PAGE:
Perhaps you have noticed more bloating or breast tenderness over the years? How about worsening PMS? It could be due to something called estrogen dominance. The term “estrogen dominance” is becoming increasingly popular. In fact, I see this in my practice all the time. It quite literally means there is too much estrogen, or normal estrogen relative to a really low progesterone level.
I know what you’re thinking: “Well, what is the cut off for estrogen before it reaches a dominant state?” The answer is that it’s all relative. There is no specific value of estrogen that is too much. It has to be compared to your progesterone levels. Estrogen and progesterone balance each other out, so when one hormone gets the upper hand, symptoms arise.
So, what exactly are the symptoms of estrogen dominance?
For some women, estrogen dominance can be as mild as breast tenderness. Unfortunately, for other women, it can be as severe as endometriosis, infertility, or breast cancer. Here is a comprehensive list of symptoms that women can experience when they’re in an estrogen dominant state:
- Brain Fog
- Breast Tenderness
- Fibrocystic Breasts
- Gestational Diabetes
- Headaches (Especially Premenstrual Women)
- Irregular or Lack of Menstruation
- Ovarian Cysts
- Mood Disorders (Anxiety, Depression, or Mood Swings)
- Reduced Sex Drive
- Sleep Disturbances or Insomnia
- Slowed Metabolism
- Thyroid Dysfunction (Especially Cold Hands & Feet)
- Weight Gain (Particularly Abdomen and Hips)
What is causing this increase in estrogen?
#1: Environmental Factors. Never before in history have we been exposed to so many exogenous chemicals than we are today. Many of the chemicals found in our food, water, the air we breathe, personal care products, and environment are now actually found to be endocrine disruptors. This are also known as xenoestrogens. Here are various examples of xenoestrogens:
Food: One of the greatest sources of excess estrogen is our diet. Conventionally raised meat is injected with growth hormones that will ultimately disrupt our own hormonal balance. Herbicides and pesticides used in conventional produce can also have a major impact on our hormone health.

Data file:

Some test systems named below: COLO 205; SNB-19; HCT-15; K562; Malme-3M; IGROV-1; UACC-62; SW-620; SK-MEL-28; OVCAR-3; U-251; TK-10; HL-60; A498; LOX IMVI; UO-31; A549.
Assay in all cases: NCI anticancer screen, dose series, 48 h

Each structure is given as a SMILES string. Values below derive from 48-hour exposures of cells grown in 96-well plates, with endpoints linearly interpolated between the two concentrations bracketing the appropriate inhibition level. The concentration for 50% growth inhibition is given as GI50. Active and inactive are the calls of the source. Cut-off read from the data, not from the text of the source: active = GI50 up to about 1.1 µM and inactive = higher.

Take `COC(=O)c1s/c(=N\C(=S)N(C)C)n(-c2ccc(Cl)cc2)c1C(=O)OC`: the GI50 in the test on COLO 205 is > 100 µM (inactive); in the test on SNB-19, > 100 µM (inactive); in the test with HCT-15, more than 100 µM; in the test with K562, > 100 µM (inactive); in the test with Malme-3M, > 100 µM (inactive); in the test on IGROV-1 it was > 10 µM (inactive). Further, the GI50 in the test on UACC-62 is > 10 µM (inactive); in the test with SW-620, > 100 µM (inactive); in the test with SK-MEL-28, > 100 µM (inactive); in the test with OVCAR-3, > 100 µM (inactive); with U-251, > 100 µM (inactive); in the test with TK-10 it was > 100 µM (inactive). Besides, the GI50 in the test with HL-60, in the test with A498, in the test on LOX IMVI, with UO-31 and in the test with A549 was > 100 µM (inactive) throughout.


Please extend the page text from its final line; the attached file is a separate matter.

Water: Unfortunately, chemical residue as a result of farming, pharmaceutical production, use of personal care products, and plastic disposal have all been found in our water supply.
Personal Care Products: Chemicals found in topical personal care products can be especially detrimental as they absorb directly through the skin and into our tissues. More on this here.
Cookware: Nonstick cookware is coated with perfluorooctanoic acid (PFOA). This chemical is used to make products grease and waterproof. It’s now a known endocrine disruptor. Each time the cookware is heated, PFOA can seep into our food.
BPA & Plastics: The chemical bisphenol A has gained notoriety over the last decade. BPA is a known endocrine disruptor commonly found in the lining of cans and thermal receipts. Due to this notoriety, it’s common to now see BPA-free canned goods in the supermarket. Unfortunately, most brands that indicate BPA-free use another substitute such as BPS and BPF. Research has found that these substitutes are just as hormonally active as BPA, and have the same endocrine-disrupting effects. BPA plastics are also much more potent (increasing the estrogenic properties) if put in the microwave or dishwasher. Even acidic contents such as acidic water (i.e. most bottled water) or acidic foods in plastic bottles (i.e. ketchup) can leach plastic into the contents itself.